There are two options: (1) Google’s cached version of the website or (2) Internet Archive, Way Back Machine. What is a cached version of a site? Every time you search something on Google, you see the results in a specific format: title of website, URL (with a tiny green arrow after it), and a website description. If you click the tiny green arrow and choose “Cached”, then Google will show you the website as it appeared the previous time it was crawled by Google. Alternatively, a researcher could use Internet Archive to view historical snapshots of a particular website with great detail.
Google Search Operators
Yes, for many readers this is research 101, but I have to mention it! Google search operators are a researchers best friend because they allow us to make highly specified queries within Google (and other search engines). This is only an abbreviated introduction.
Below are 3 examples that are highly useful:
1. Using quotes to search a specific phrase.
Suppose you type into Google the words protective intelligence. When you hit return, Google will interpret this query as you asking it to search for web pages that contain the word protective and the word intelligence. However, if you used quotes around the phrase, such as this “protective intelligence” then Google would interpret this as you asking it to find web pages with the whole phrase protective intelligence, rather than the two individual words anywhere on the page.
2. Searching a specific site.
Suppose you wanted to search for the name John Smith on the LA Times website, you could use the site operator. You would type into the search bar site:www.latimes.com “john smith”. Here we combined two search operators. First, we are telling Google to search the exact phrase John Smith, and then we are telling Google to limit the search to the website www.latimes.com.
3. Searching for files.
Suppose you wanted to find online files associated with a particular phrase, in this case we would use the file type operator. If we entered into the search bar filetype:pdf “john smith” resume , how would Google interpret this? Google will look for only PDF files with the exact phrase john smith and also the word resume.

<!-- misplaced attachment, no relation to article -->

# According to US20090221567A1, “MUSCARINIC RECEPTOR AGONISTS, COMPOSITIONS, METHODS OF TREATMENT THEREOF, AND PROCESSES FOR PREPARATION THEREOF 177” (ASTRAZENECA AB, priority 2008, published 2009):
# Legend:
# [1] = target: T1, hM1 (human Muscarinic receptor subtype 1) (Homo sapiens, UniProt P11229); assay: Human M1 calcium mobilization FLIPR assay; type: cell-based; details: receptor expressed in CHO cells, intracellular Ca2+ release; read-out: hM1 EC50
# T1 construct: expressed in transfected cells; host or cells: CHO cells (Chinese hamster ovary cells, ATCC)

I encourage readers to seek out more information about Google search operators and become proficient. It will save you time and they can be used in other mediums too (such as Google Alerts and various search platforms).
The 10 Keys of OSINT Research
To conclude this introduction about OSINT research, we will leave you with a graphic that lists a broad set of ideas that guide online researchers.
Collectively, that was a lot of information and it was still far from being exhaustive. However, you should be familiar with some of the most important, broad concepts and tools that OSINT researchers use on a daily basis, as well as foundational information about internet research. The methods of OSINT research are of critical importance because they serve the researcher in their investigations and they highlight how a malicious actor might collect information about our organizations and assets.
Author Credit: This article was written by the Protective Intelligence contributor, Travis Lishok.
Author Bio: Travis Lishok, CPP
The Protective Intelligence team is excited to feature a written piece from Travis Lishok, one of the newest Ontic team members. Travis has nearly 10 years of experience in public and private sector security, to include conducting intelligence research and supporting executive protection teams in GSOC operations. As a professional project, Travis creates protective security related content via EP Nexus, some of which specifically focuses on OSINT, travel risk, and related topics. As you’ve seen in this article, investigative research is a topic that he is enthusiastic about sharing, and that’s why we invited him to contribute this valuable piece.